As hospital rooms become more high tech, an important concern for today's medical device designer is electromagnetic interference (EMI). Much attention has already been given to the infamous cell phone case which highlights interference from radio frequency signals. This article will focus on shielding devices from lower frequency electromagnetic interference.
Nanocrystalline ferromagnetic coating (Nanovate EM) on (from top to bottom) a polymer part, an aluminum housing, and selectively deposited.
Andrew Wang is the VP of product development at Integran Technologies Inc. He is responsible for helping customers solve engineering challenges with the use of Integran's nanocrystalline materials. Wang can be reached at 416-675-6266, x263 or firstname.lastname@example.org
Unlike cell phones and walkie-talkies that operate at high frequencies, sources of EMI are typically low frequency magnetic signals. Common sources in a hospital would include electrical lines (60 Hz), MRI machines, and electrical motors. Electrical devices that may be affected by EMI can include pacemakers, ECG equipment, defibrillators, imaging devices, analog sensors, and hearing devices.
The EMI problem has typically been dealt with by shielding either the source or the device, or by keeping certain equipment away from others. Materials used to shield EMI signals are ferromagnetic metals with high permeability that can range from low cost steels to highly tailored mumetal (a special alloy with extremely high permeability). For example, MRI rooms are typically shielded using silicon steel sheets that are welded together in the floors, walls, and ceiling. In devices, mumetal foils are often used, which must be cut and applied manually or formed into shape. After deformation, the foils must be annealed to recover their magnetic properties, requiring an additional process step.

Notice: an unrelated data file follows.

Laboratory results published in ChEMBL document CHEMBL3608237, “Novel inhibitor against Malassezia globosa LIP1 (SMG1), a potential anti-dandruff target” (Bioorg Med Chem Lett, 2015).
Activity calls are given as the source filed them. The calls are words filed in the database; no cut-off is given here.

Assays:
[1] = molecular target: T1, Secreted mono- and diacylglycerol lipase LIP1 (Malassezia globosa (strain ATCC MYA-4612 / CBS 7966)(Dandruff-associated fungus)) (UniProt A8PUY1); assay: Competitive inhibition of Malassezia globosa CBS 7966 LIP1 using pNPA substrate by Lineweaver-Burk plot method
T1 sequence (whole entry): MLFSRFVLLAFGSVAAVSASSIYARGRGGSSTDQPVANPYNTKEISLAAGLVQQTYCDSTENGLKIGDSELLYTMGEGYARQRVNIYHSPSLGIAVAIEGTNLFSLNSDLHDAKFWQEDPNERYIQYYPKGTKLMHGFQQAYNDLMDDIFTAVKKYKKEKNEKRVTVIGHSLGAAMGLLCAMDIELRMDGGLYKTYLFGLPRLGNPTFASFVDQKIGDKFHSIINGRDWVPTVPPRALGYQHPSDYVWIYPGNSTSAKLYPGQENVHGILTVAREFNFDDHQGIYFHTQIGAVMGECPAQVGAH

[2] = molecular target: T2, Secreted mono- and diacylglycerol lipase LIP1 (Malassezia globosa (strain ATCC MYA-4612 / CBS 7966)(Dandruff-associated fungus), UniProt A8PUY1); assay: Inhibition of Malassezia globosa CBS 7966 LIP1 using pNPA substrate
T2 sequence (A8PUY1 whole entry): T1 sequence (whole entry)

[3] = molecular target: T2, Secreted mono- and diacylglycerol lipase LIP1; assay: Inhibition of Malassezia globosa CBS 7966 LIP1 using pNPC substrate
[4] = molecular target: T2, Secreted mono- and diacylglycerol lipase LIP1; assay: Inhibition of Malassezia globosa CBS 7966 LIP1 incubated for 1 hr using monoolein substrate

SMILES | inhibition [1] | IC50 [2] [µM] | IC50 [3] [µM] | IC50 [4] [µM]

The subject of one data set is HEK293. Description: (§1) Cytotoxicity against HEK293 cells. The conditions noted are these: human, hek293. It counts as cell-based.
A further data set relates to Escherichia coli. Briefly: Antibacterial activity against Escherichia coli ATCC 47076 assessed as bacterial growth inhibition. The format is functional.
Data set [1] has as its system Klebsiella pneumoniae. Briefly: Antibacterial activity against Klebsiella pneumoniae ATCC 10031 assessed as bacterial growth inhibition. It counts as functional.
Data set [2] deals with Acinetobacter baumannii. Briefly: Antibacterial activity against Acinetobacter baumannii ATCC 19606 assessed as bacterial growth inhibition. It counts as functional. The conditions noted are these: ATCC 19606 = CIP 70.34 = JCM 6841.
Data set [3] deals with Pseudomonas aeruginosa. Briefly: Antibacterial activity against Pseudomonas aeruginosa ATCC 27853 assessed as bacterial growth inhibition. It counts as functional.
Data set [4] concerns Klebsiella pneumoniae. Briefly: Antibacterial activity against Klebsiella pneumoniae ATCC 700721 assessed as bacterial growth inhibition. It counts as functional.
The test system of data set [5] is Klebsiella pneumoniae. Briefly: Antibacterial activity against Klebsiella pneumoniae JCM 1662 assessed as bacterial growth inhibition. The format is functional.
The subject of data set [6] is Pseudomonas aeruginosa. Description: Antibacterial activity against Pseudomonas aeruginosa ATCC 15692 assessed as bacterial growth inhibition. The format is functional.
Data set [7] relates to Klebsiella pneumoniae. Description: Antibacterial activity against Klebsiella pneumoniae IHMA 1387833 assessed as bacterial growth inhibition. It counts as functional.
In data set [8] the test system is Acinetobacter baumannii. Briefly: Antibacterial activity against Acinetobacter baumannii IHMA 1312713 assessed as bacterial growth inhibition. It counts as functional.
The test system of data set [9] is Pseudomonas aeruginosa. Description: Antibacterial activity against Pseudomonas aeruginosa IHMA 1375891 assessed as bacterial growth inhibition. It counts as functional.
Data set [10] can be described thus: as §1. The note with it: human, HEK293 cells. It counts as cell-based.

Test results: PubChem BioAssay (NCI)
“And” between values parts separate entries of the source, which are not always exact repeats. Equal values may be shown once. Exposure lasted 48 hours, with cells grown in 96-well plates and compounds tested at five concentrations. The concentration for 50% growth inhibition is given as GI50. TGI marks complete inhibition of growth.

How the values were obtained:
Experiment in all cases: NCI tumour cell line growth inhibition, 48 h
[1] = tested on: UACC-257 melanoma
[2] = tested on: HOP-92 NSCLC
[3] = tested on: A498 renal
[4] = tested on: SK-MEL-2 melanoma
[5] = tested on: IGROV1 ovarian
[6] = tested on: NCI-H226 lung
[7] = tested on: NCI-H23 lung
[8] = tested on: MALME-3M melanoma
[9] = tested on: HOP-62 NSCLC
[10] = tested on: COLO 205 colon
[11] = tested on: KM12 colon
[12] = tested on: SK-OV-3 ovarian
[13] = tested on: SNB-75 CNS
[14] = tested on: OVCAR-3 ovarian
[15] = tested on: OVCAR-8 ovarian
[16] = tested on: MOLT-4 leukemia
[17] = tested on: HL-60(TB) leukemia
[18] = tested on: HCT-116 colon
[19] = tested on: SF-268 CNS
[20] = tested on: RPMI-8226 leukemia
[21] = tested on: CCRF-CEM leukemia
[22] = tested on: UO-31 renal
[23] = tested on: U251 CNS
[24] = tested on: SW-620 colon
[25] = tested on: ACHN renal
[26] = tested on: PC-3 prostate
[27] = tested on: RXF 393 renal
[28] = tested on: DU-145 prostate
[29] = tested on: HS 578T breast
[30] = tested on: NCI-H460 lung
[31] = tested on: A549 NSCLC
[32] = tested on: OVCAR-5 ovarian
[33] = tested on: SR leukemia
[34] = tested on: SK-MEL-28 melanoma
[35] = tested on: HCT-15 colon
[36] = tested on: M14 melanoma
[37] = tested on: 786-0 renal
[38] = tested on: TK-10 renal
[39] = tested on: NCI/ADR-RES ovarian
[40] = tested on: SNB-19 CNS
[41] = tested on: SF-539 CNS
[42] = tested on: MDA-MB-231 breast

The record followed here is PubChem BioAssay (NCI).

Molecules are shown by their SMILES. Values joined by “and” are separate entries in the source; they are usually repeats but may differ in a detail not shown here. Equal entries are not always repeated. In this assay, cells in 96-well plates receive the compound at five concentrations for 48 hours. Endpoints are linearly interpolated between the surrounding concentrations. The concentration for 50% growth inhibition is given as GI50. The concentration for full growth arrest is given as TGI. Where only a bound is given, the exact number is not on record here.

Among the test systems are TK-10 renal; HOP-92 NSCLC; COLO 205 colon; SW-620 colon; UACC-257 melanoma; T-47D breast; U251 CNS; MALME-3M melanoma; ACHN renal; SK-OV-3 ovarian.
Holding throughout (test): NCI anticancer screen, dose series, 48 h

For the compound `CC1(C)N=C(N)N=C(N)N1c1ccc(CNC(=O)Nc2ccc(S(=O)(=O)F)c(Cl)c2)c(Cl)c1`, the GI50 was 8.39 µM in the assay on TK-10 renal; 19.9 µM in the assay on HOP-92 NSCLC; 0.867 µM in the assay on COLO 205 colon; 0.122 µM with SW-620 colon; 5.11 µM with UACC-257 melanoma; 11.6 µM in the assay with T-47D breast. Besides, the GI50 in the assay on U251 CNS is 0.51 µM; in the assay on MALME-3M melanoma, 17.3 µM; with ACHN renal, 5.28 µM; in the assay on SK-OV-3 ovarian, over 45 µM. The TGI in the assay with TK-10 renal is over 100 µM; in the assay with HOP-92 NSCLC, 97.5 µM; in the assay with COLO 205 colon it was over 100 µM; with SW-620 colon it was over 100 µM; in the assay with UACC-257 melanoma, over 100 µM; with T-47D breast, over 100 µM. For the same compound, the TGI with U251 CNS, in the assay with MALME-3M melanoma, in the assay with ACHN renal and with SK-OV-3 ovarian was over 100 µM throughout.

Direct Coating of Parts
A new way to shield medical device components is to apply a high permeability coating directly onto the device housing. Ferromagnetic coatings with nanocrystalline grain size offer permeability close to that of mumetals but do not need to be annealed. Due to their fine grain size, these coatings also have very high hardness and strength and can even add structural rigidity to polymer components. Other substrates such as aluminum castings, machined parts, or
| Typical method for shielding a component with mumetal foils. |
composite parts, can also be coated to add magnetic shielding. Coating thickness is usually on the order of 0.001? to 0.008? for most applications, but can even be varied in different locations. Selective coating is also possible if a particular area needs to be uncoated. Several companies have tested parts with nanocrystalline ferromagnetic coatings, showing adequate attenuation of magnetic signals, and are eager to move away from foil lay-up solutions on complex shaped parts. Although this solution is not practical for shielding entire MRI rooms, it can be very valuable to the medical device designer. Small to medium sized components can be easily coated, and the process is scalable to medium and high volumes, resulting in cost effective solutions.
For additional information on the technologies and products discussed in this article, see MDT
online at www.mdtmag.com
or Integran Technologies Inc. at www.integran.com